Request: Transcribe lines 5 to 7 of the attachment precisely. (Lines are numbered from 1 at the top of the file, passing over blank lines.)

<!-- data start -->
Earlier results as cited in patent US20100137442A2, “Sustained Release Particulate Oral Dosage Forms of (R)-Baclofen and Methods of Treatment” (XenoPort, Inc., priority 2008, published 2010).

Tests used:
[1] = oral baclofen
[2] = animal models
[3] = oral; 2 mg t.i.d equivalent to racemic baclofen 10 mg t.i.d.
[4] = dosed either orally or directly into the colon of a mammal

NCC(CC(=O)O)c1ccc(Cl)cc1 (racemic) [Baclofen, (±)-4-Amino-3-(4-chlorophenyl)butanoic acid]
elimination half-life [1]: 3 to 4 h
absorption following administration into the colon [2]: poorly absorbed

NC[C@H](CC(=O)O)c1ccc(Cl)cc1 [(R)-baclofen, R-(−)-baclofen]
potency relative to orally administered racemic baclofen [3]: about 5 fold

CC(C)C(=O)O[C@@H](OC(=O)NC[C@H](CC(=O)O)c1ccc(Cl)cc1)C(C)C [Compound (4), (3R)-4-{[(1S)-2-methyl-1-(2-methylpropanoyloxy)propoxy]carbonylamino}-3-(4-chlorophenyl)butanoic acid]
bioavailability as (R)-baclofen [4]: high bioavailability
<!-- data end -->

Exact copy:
[3] = oral; 2 mg t.i.d equivalent to racemic baclofen 10 mg t.i.d.
[4] = dosed either orally or directly into the colon of a mammal

NCC(CC(=O)O)c1ccc(Cl)cc1 (racemic) [Baclofen, (±)-4-Amino-3-(4-chlorophenyl)butanoic acid]